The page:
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At last night's meeting of the Charleston Board of Health, Brenda Isaac was re-elected to the leadership post. Members also heard a report from Dr. Rahul Gupta about his report to staff members of the Senate Health Committee in Washington, DC about the prescription drug problem in the country. Board members also got an update at last night's meeting on the visit to Charleston by the Chemical Safety Board to discuss the January chemical leak into the Elks River .
There's been a big spike in daytime home break-ins this summer in Gallia County. Sheriff Joe Browning says there have literally been dozens and dozens reported, most of them during the day when people are at work. The Sheriff says they have their eyes on a couple of suspects. He says it's always a big help when neighbors keep watch for each other and call police to report any unusual vehicles or people.
A sobriety checkpoint is going to be conducted this Saturday from 9 pm to 2 am on Route 817 near Saint Albans. It will be conducted by the Kanawha County Sheriff's Office, in conjunction with the Governor's Highway Safety Program. The Sheriff's office says Kanawha County has a zero tolerance policy for impaired driving.
Following a survey by the US Postal Service, some addresses listed as Charleston will be changed to South Charleston. Mayor Frank Mullen says the zip codes in which the city name will be changed are 25303 and 25309.
Police are looking for the robber who beat a Clay County man with a baseball bat outside of a restaurant early Thursday. 71 year old William Vineyard was attacked as he left the Jessie Sez restaurant in Maysel. The robber got away with about 10-thousand-dollars from the restaurant's poker machines,ATM and cash register. Police believe that the robber had cased the restaurant and was waiting for them to close and come outside with the money. The owner of the restaurant is offering a one-thousand-dollar reward for information leading to an arrest.
Holes in a tank's floor and roof likely helped cause the Freedom Industries chmeical spill in January, according to federal investigators. The Chemical Safety Board also found that the leaky Freedom Industries tank wasn't the only shoddy one. Another Freedom tank that held the same spilled chemical had a similar hole in its floor. The board detailed three crude MCHM tanks with pitting, holes or other damage. The Chemical Safety Board says corrosion from water pooling inside the leaky tank likely caused the holes. The substances traveled through soil, gravel and water systems under the Freedom site before hitting the Elk River.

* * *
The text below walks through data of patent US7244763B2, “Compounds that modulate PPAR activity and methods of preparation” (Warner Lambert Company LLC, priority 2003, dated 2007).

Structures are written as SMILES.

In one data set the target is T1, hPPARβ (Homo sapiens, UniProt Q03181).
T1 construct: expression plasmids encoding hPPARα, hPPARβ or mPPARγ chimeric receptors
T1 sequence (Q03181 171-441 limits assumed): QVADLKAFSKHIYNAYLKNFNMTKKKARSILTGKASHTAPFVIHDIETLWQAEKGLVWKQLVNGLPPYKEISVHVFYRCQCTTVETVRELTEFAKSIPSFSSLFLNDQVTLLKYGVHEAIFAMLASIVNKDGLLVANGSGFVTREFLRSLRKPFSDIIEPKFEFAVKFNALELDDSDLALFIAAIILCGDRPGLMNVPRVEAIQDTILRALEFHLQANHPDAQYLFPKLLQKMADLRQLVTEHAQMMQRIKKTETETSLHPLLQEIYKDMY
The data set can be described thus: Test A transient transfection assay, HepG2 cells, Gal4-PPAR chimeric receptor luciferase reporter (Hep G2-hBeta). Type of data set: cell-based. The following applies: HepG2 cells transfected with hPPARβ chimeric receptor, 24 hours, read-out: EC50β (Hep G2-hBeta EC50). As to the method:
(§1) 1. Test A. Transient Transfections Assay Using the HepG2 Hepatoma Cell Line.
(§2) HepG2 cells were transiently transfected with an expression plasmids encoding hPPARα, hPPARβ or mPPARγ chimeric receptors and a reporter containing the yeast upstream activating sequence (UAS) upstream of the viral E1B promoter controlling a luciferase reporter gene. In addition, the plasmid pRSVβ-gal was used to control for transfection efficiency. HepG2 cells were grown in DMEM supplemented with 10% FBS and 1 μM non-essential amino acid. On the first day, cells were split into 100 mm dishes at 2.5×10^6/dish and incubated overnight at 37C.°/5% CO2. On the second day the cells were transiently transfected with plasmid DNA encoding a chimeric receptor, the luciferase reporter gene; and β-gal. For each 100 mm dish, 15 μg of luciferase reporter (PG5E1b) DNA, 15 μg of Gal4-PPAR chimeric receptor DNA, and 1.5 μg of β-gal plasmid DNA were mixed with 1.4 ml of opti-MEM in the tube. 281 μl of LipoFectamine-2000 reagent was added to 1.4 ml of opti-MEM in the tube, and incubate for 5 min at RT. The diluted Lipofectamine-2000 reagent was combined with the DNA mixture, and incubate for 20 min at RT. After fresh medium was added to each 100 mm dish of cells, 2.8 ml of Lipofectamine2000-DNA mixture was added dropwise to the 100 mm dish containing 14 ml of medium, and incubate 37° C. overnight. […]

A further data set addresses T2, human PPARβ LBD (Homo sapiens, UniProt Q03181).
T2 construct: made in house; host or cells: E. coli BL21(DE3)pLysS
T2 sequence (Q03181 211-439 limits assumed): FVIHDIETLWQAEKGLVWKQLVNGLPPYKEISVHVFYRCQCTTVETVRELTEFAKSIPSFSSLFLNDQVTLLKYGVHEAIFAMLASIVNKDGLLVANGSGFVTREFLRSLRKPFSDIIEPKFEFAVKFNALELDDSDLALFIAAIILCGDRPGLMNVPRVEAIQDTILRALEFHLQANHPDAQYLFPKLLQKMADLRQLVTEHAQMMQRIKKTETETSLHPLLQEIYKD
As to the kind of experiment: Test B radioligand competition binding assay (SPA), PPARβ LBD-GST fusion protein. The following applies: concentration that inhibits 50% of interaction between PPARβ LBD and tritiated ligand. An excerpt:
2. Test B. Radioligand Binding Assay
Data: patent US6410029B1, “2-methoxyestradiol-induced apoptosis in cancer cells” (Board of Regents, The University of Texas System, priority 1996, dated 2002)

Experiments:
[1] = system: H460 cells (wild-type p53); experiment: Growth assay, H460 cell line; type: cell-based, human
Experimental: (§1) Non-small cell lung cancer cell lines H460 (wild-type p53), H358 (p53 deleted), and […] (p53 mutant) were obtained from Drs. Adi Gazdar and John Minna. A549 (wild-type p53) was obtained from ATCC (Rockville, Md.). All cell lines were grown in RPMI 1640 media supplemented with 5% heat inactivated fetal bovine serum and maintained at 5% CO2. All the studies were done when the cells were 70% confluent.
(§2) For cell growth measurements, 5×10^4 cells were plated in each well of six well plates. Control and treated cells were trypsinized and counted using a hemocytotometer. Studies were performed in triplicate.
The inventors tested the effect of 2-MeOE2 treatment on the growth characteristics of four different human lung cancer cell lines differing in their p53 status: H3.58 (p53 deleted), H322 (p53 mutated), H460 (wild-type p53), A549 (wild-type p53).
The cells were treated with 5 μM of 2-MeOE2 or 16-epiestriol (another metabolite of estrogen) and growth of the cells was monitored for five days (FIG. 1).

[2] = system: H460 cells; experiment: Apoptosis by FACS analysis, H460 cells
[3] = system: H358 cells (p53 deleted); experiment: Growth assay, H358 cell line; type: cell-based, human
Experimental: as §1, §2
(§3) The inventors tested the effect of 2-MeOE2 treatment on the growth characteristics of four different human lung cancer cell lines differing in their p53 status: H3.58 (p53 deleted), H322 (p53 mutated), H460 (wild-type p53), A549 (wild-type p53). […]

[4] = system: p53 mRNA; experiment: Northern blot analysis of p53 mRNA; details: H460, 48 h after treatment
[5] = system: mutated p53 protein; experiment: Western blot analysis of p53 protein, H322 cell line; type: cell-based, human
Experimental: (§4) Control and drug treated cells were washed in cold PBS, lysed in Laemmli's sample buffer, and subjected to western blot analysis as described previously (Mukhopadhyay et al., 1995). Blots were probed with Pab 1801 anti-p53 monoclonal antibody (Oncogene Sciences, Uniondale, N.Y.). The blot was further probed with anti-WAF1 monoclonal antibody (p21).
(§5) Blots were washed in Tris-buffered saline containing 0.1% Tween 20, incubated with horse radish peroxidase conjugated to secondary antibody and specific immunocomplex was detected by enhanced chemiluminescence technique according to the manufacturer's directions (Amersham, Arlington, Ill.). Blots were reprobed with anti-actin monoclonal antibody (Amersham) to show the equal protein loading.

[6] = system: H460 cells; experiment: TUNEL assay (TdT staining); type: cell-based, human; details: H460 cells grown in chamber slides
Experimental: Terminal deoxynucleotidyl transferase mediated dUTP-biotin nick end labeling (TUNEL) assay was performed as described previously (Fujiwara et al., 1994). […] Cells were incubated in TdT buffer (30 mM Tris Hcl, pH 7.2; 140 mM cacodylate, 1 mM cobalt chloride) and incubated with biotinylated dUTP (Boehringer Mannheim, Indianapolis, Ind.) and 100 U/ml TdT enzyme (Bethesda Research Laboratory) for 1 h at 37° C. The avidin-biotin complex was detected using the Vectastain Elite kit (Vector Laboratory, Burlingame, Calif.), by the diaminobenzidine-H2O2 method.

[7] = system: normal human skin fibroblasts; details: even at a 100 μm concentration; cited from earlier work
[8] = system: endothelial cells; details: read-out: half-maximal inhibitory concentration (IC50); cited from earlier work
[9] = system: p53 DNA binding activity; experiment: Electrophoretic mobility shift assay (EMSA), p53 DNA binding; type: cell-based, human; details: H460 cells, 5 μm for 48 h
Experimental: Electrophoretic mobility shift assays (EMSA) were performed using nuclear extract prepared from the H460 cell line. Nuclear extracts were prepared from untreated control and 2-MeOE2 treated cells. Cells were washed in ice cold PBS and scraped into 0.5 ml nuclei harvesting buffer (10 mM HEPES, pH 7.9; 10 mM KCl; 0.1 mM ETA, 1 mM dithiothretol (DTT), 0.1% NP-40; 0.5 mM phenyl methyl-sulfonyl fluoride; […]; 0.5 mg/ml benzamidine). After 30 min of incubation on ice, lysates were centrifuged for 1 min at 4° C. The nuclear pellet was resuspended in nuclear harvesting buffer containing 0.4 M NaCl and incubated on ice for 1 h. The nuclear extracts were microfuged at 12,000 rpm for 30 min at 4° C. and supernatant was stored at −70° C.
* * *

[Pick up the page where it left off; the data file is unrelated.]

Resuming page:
State police are looking for two suspects after a man says he was tied up and attacked with a sword. It happened along Campbell's Creek Drive in eastern Kanawha County, and the man told WCHS TV he though he was going to be killed. He says the suspects tied him up with extension cords, and assaulted with a three to four foot sword. After about 45 minutes he was able to escape and run through the woods. The suspects were known to him, and he identified them as Ronald Coleman and Patricia Dilo and state police have warrants out for their arrest.
Seven public-private regional councils in West Virginia will receive $70,000 grants apiece to produce economic development strategies that support creating jobs. The grants from the U.S. Economic Development Administration were announced Tuesday by U.S. Sens. Joe Manchin and Jay Rockefeller and Congressman Nick Rahall. The councils serve a total of 32 counties across the state.
Unemployment in West Virginia fell slightly in June. WorkForce West Virginia says June's seasonally adjusted unemployment rate was 6.2 percent, down one-tenth of a percentage point from May. Employment gains were reported in mining and logging, construction, manufacturing, trade, transportation and utilities, professional and business services, and leisure and hospitality. Declines were reported in government, educational and health services, financial activities and other services. The national unemployment rate dropped two-tenths of a percentage point in June to 6.1 percent.
A man is fasting to draw attention to a cause he cares about. Roland Micklem has been fasting as a way of taking a non-controversial stand against mountaintop removal. WCHS TV reports Micklem is hoping to bring the issue to the government's attention, but he doesn't consider it a protest. He plans to continue going without food as long as he is physically able to do so.